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THE SWIMMING FOXES OF SMITH ISLAND

*** A Pilot Study ***

Dennis G. Jorde and G. M. Haramis
Patuxent Wildlife Research Center

ABSTRACT

Intense predator pressure can influence waterfowl to select suboptimal nesting habitats resulting in lowered nest success. Black ducks breeding on Smith Island in the Chesapeake Bay nest extensively in low marsh habitat, especially black needlerush, rather than in upland or high marsh sites as expected. Nest success of black ducks using this habitat seemed unusually low during the 1995 breeding season (G. M. Haramis and D. G. Jorde, unpubl. data), which raised questions about habitat quality and habitat selection. If periodic high tides and unpredictable flooding by storm tides make low marsh habitats a poor choice for nesting sites, why do black ducks continue to nest in this habitat? After observing the presence of Red Fox on Smith Island and their intensive predation of terrapin nests on sandy beaches during summer 1995, we questioned whether avoidance of foxes might be influencing black ducks to select less favorable low marsh as nesting habitats. Because there is little information about activities of red foxes inhabiting small islands in the Chesapeake Bay or on barrier islands along the Atlantic coast, we began a pilot study to determine the potential influence of foxes on the nesting success of black ducks on Smith Island. Four red foxes (2 male, 2 female) were trapped and radio–collared on Smith Island in March and April 1996 to record movements and other activities during the 18–month life of the transmitters. These radio–marked foxes routinely swam tidal guts and often changed locations, but within separate well–defined territories. Few permanent den sites are available; holes dug in sandy substrates often collapse within 4 weeks. The need for a formal study will depend on interpretation of pilot study data collected through July 1997.

COOPERATORS

United States Navy

U.S. Fish &WildlifeService

Blackwater NWR
Martin NWR

Maryland Department of Natural Resources

University of Maryland

ACKNOWLEDGEMENTS

Glenn Olsen, Patuxent Wildlife Research Center

Daniel Stotts, Patuxent Wildlife Research Center

Brian Eyler, Patuxent Wildlife Research Center

Joe Hautzenroder, United States Navy

Don Jarvinen, University of Maryland

Robert Colona, Maryland Department of Natural Resources

Mike Harrison, Martin National Wildlife Refuge

Elaine Johnson, Blackwater National Wildlife Refuge

Carl Tyler, Ewell, Maryland

Smith Island is a compact archipelago about 8 miles long and 4 miles wide and is located mostly in the Maryland portion of the Chesapeake Bay with its southern tip extending into Virginia. Access to the island is restricted to boats traveling approximately 11 miles from Crisfield, Maryland. Martin NWR (4,423 acres) is located in the northern sector of Smith Island that is bisected by Big Thorofare navigation channel. The three small villages of Ewell, Rhodes Point, and Tylerton are located in the southern sector of Smith Island where the local economy is focused on harvesting of blue crabs.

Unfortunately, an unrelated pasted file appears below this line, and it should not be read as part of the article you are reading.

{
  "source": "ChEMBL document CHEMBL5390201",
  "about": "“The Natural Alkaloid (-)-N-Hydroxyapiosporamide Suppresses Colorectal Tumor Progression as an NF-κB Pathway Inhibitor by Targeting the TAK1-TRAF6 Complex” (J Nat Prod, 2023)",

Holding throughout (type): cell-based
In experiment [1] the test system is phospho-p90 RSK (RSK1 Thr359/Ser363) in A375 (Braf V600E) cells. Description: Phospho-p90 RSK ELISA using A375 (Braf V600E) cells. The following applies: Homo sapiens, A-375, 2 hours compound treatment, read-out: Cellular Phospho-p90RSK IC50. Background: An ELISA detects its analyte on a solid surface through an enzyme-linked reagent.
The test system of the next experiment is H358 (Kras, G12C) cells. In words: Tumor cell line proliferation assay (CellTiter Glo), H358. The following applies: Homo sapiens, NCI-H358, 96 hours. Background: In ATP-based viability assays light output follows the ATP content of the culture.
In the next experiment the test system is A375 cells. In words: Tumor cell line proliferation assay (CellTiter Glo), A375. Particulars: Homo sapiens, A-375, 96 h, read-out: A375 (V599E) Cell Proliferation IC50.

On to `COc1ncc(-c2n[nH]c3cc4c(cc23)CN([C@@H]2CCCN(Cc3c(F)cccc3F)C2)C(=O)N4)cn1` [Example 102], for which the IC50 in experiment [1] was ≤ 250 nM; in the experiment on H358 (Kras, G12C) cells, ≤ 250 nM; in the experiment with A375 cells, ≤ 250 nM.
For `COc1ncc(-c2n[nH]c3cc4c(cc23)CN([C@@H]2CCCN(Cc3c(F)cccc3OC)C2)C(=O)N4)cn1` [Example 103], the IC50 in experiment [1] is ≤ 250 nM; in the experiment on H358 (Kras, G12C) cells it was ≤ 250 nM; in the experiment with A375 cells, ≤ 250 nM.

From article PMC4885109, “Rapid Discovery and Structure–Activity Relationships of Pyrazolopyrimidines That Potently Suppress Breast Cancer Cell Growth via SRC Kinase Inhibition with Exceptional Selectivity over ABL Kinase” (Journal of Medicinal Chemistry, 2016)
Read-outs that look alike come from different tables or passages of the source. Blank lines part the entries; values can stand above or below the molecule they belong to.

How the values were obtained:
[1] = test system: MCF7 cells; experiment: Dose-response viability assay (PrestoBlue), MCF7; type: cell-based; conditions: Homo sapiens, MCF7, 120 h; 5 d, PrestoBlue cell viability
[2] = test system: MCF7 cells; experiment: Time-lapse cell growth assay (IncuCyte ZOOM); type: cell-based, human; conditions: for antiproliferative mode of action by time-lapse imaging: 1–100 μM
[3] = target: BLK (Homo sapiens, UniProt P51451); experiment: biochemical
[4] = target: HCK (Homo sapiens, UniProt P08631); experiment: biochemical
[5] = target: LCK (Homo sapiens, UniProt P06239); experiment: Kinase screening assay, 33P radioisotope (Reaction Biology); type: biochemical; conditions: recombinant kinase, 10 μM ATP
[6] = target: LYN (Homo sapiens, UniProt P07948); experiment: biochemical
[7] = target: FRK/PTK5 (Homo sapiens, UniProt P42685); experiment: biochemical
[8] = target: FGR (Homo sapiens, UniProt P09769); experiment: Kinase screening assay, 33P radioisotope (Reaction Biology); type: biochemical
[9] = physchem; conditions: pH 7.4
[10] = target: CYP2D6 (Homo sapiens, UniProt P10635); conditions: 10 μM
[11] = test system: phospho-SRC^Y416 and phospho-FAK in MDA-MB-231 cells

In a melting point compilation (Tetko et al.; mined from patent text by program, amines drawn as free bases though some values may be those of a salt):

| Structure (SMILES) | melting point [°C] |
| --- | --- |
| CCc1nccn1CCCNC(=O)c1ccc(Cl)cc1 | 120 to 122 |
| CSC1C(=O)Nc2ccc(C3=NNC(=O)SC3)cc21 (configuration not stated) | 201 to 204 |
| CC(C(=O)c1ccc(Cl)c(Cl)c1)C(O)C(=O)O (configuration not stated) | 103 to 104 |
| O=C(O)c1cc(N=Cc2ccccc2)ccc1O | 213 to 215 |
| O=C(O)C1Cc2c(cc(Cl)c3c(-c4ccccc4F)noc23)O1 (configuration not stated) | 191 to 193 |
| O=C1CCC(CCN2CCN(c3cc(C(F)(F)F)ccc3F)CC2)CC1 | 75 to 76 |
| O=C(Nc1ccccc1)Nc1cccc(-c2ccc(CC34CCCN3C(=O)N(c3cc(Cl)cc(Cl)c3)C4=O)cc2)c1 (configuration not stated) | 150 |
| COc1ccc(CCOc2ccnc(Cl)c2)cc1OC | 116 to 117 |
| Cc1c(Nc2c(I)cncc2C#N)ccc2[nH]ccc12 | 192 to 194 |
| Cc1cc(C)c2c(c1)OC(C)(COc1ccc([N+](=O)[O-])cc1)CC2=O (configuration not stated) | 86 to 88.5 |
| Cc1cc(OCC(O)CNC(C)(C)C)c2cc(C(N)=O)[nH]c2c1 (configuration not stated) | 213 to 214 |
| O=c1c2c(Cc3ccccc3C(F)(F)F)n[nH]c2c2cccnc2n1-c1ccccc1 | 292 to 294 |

The primary locations of 4 radio–collared red foxes are distinguished by colored pins:

blue     Fox 5.324  Adult Male        trapped 2-26-96  
Fogpoint beach north of Cherry Tree Island

green    Fox 5.404  Adult Female      trapped 3-13-96  
Easter Point dredge spoil site

yellow   Fox 5.423  Adult Male        trapped 4-23-96  
Rhodes Point dredge spoil restoration site

red      Fox 5.384  Juvenile Female   trapped 4-23-96  
Rhodes Point dredge spoil restoration site


Smith Island is primarily saltmarsh (left photo) with numerous tidal creeks (guts) and ponds with salinities >12 parts per thousand. Uplands are characterized by hummocks dominated by Red Cedar, Loblolly Pine, Hackberry and Poison Ivy and include remnant hedgerows (i.e. ditch lines, stock ponds) abandoned man–made mounds and ridges previously associated with past cattle grazing.

Much of the saltmarsh (right photo), which is dominated by black needlerush interspersed with areas of salt grass and saltmeadow hay, is succeptable to flooding by high tides. Many tidal guts are >3 meters wide and >1 meter deep at high tide with soft mud substrates and strong tidal currents. Many navigation channels, which several foxes routinely cross, are >5 meters wide and >1 meter deep at low tide.

Holes and dens were located in sand dunes adjacent to beaches, in dredge spoil sites, and upland tree hummocks. Of 22 holes that foxes dug in sandy soils between February and May 1996, all had collapsed and the sites were abandoned by late summer. Old and new holes dug in clay soils at dredge spoil sites and tree hummocks remained intact and several were still occupied in August.


Foxes were trapped above the high tide line on sandy beaches (left photo) where fresh tracks were a sign of frequent activity. Padded leg–hold traps were placed in single and duel sets and baited with fox lure. Maryland DNR fur–bearer specialist Robert Colona assisted with the trapping. Trapped foxes (right photo: fox 5.423) were checked for trap injuries, fitted with a radio–collar, and released at the trap site.



Potential food resources of red foxes on Smith Island include oystercatcher eggs (top left); clapper rails (top right); black duck eggs (lower left); terrapin eggs (lower right), in addition to young herons and egrets displaced from nests, marsh nesting birds, injured birds, rodents (especially norway rats on spoil sites) and muskrats, carrion (fish, birds, mammals) washed up on beaches, persimmon fruits and berries of wild cherry, and possibly fiddler and blue crabs.